We were guided by the Lillehammer Olympic Winter Games' official report which stated "The main vision of the Winter Olympic Games at Lillehammer shall be not only a sports festival but also a celebration centred upon the summit of human sporting achievement and sound and proven values." The national objectives of the Games were to achieve "an event that unites and involves the whole country, one to make the nation proud, to inspire and stimulate and to ensure for Norway lasting competitive advantages", while the international objectives were "to create a strong, positive and unified impression of Norway, reaffirm its already established position as a major winter sports nation, enhance respect for Norway's fundamental values and international role, and boost Norwegian enterprises and the country's trade and industry in general." I believe that we succeeded on all levels and this programme has subsequently become a model for all Olympic Games and other major international sports and cultural events.

I rate my involvement in the development of new travel passes and tickets for AS Oslo Sporveier (Oslo Public Transport) as a third career highlight. AS Oslo Sporveier (OS) manages and operates public transportation in Oslo. Listed below are some of the expectations that OS had in developing a new design programme for their travel passes and tickets:
- Greater security against forgery and fraudulent use
- Expression of OS' unique identity
- Standardisation of formats for passes and tickets and greater practicality
- Immediate recognition of the different types of travel passes and tickets
- Development of a system that would be easily understood by passengers and staff
- Marketing of transport services via tickets so that they function as miniature advertising posters
- Cutting production costs

In designing the new tickets, we emphasised differentiation through the use of colours and illustrations to show periods of validity and child/adult applicability. For example, the Half-year pass shows the passage of six months through snow crystals and flowers, while the Monthly pass shows a lunar phase.

OS had received feedback from customers and employees on the advantages and disadvantages of previous ticket formats. Based on this feedback, the new clip cards (Flexi card), Day passes and 7-day passes were given credit-card-sized formats. I also introduced techniques allowing for sight recognition of forged or tampered tickets. These adaptations allow tickets to be inspected without the use of extra technology (e.g., colour filters or an ultraviolet lamp). Monthly passes and Half-year passes, which represent larger fare payments, now bear a unique holograph strip for added security. In 1996, when the new design was launched, I also introduced colour coding to enhance identification of child/reduced fare and adult-fare tickets and passes. Child/reduced fare passes are printed with a pink background in the area reserved for the passenger's name and across the reverse side, while passes for adults receive a blue background in these areas.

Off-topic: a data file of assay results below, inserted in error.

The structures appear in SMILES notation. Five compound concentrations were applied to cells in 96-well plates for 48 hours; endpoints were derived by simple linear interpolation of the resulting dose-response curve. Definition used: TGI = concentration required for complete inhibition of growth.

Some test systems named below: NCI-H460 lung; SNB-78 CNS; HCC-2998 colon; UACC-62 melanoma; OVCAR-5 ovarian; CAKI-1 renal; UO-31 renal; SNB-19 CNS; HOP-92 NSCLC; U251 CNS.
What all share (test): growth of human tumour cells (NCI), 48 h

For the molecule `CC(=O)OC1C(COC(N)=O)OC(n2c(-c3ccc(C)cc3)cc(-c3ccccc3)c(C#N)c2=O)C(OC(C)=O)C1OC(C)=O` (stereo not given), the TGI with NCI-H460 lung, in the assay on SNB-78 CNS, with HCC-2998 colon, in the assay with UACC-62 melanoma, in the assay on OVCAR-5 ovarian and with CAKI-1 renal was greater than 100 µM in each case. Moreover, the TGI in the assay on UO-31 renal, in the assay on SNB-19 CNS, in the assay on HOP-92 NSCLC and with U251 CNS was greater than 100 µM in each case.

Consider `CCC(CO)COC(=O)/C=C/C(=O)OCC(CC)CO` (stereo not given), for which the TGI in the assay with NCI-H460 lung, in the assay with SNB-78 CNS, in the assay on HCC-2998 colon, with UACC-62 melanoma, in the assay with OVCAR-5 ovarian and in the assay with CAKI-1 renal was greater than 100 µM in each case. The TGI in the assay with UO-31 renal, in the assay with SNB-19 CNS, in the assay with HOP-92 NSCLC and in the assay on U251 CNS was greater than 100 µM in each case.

In February 2002, Grafill, the Norwegian organisation for graphic designers and illustrators, made me an honorary member. During the presentation speech Grafill claimed that there are two eras in recent Norwegian illustration and design: in illustration there is before and after A-magasinet and in design before an after the Lillehammer games. These comments made me humble and proud.

JL: What do you expect from the Conference in Brno?

AB: Courage and vision, learning and sharing!

I hope that the conference will inspire us to juggle thoughts, review priorities and upgrade dormant values. Maybe we can all make new contacts and have new ideas and establish new networks or improve old ones for future improved co-operation.

And last but not least, good food and good wine. I will be visiting the Czech Republic for the first time and looking forward to experiencing this reputably hospitable land.

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About the Authors
Ashley Booth
is principal of Ashley Booth Design AS, based in Oslo. The company builds successful client/designer partnerships and attracts interesting projects which fuel the design team's aspiration for consistent innovation and differentiation. She was project manager, graphic design for the Lillehammer Olympic Organising Committee, 1991-94. Her work ethic and process is based on simple values: 'curiosity, to find insight, for 'insight fuels creativity, and creativity allows new ways of seeing which creates ideas, and ideas can be realised with skill, for skills allow the use of precision and technology which permits us to compete, and in competing the business allows us to challenge or create change'.

Jacques Lange is a partner in Bluprint Design, an award-winning consultancy based in Pretoria, South Africa. He is active as an advisor, author, consultant and adjudicator, and an editorial committee member for the academic journal, "Image & Text". He is a founding member and president of Design South Africa and is a member of the Design Education Forum of Southern Africa. Since 1990 Jacques has been a part-time lecturer at his alma mater, the University of Pretoria. He was the chairperson of the Continental Shift 2001 Icograda Congress in Johannesburg and was co-opted to the Icograda board in October, 2001.